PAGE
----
Ms Sunita Danuwar, a leading social activist, was a victim of human trafficking. As such, she is a shining example of a massive transformation, one which led her to be a counsellor and advocate for girls suffering the same fate. In fact, she was the founder member and president of Shakti Samuha, a non-governmental organization. Together with fourteen girls, originally from Nepal and all rescued from brothels in India, she personifies a ray of hope which acts as inspiration to all victims of such horrendous crimes. After 23 years of experience together with peer survivors, the organization Sunita Foundation is founded and led by Sunita Danuwar, a Trafficking In Person (TIP) Hero-2018. SF consolidates knowledge and experiences gained during the two decades at Shakti Samuha. In recognition of her exceptional leadership and her persistent community outreach and engagement with poor and rural communities to prevent human trafficking, and her untiring commitment to protect and empower survivors, she is listed in 36th out of 50 great leaders of the world for her continuous activism in anti-human trafficking campaign                     
Her contribution to humanity should be respected by all.

Early Life:
Sunita was born to Mr. Ganga Ban and Mrs. Chandrakala Ban on 16th of July 1977 in Kasigadh VDC, Dailekh district which is located in the western remote rural part of Nepal. She was 5 years old, when she had already lost six siblings including one younger brother and one younger sister due to poverty and malnutrition. Her mother then forced the family to leave Dailekh as she believed the cause of death of her six children was due to witchcraft and black magic. Her family then migrated to Jammu and Kashmir, the northern part of India and took a land in lease for potato farming. The days were going well for nine years, until her family felt cheated again. This time her only brother went missing along with her uncle. After a couple of years, her family set for Nainital, as they suspected this was the place where they would locate her missing brother. On the way to Nainital, they met two Nepalese men who befriended the family; it was later these same men sold Sunita in Mumbai at the age of 14.

Because of poverty, Sunita Danuwar couldn't have the opportunity to go to school when she was young.It is still common practice in remote area and poor family of urban area of Nepal that daughters never fall in priority to get formal education.Probably, the same practice and thinking ruled her family, her only brother used to go school.One day she followed her brother, but she returned with bitter experience as a young kid. One of the school teacher shouted at her brother saying Sunita doesn't know anything, so she shouldn't have come school. From next day, she stopped to go school and after migrating to India also, she didn't have the chance to go school, as her family couldn't afford with main priority being making life.However, she learnt Nepali alphabet and numbers from her dad at home. Sunita always had a keen interest to get educated, so she joined seventh grade in 2001 in Kathmandu, Nepal after she returned from the brothels in Mumbai, India. She continued for two years till she was at ninth grade with the support of the donor of Shakti Samuha. She then had to discontinue her education in 2003 as the financial support ceased and she could not afford it herself. Her inner craving and passion to get formal education was eating her alive. So she again managed to get tuition class for four months in 2009 and she attended SLC, the final class of schooling in Nepal and sat the exam to which is considered as an iron gate to join colleges. To her surprise, she succeeded and she has no bounds of happiness with this success. Sunita then joined IA(Intermediate of Arts) in Padma Kanya college, Kathmandu and completed in two year regular class without any disturbance in 2012.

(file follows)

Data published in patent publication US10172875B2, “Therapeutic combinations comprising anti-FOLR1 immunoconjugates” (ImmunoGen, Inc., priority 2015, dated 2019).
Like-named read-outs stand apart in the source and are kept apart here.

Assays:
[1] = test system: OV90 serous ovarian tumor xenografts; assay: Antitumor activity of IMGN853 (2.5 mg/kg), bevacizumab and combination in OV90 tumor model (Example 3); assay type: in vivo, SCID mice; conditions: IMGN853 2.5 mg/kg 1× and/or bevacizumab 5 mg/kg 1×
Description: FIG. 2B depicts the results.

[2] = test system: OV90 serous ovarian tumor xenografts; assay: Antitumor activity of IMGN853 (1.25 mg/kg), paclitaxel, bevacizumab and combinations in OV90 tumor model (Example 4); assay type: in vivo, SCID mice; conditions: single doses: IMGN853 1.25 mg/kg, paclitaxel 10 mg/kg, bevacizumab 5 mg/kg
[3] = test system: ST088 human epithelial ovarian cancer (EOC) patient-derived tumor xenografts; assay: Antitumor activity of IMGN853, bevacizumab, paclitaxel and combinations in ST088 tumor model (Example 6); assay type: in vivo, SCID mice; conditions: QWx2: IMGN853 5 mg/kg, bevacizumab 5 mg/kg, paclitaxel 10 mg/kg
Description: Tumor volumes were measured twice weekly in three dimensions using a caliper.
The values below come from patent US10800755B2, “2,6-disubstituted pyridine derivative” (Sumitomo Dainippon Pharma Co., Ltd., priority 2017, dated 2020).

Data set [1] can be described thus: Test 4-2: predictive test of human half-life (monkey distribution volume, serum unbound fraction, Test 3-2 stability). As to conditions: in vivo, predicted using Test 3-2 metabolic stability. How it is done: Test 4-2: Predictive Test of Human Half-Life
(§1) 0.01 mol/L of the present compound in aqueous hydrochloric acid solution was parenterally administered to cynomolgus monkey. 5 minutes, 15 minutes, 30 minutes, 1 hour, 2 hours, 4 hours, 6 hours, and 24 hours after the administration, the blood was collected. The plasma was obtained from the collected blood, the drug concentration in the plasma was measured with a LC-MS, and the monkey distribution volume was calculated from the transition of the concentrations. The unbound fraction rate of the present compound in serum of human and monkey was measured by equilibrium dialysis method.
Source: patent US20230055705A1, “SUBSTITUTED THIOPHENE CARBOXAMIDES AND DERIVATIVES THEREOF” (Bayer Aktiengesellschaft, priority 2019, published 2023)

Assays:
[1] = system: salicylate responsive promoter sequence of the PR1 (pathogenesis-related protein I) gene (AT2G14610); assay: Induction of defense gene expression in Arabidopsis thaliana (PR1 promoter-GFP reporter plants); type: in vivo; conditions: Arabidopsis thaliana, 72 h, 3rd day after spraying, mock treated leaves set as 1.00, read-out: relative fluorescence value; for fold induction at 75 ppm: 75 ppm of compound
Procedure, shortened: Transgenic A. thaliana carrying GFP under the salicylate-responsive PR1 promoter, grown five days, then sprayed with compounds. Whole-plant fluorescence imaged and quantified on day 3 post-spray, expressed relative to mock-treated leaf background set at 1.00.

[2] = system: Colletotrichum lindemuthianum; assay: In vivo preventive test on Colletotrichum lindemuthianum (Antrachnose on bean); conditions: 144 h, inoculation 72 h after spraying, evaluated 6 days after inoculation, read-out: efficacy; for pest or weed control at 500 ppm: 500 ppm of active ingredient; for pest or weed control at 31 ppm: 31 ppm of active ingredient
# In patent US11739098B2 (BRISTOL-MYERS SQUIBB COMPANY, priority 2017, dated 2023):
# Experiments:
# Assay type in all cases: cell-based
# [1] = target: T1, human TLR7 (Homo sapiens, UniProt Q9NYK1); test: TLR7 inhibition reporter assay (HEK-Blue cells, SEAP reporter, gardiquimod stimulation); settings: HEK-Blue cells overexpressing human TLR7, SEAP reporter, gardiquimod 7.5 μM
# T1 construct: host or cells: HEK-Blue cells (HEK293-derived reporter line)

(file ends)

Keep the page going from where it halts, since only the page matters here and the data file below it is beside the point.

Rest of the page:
Sunita Danuwar, a Trafficking In Person (TIP) Hero-2018.Ms. Danuwar is honored by different National and International Awards which include C10 Award in 2014 in Stockholm, Sweden, Asia Human Rights and Democracy Award in 2015 in Taiwan, World Women Leadership Achievement Award in 2015 in Mumbai and for her dedication and contribution in combating human trafficking as a survivor, she was conferred a national award by the Nepal Government on the occasion of the 10th National Day against Human Trafficking in 2016. She has also got the membership of first global survivor’s network and is also a member of the National Committee to Control Human Trafficking - NCCHT. Ms Danuwar was the central executive board member of NGO federation for two times. She is the member of GAATW and Vice president of WOREC.

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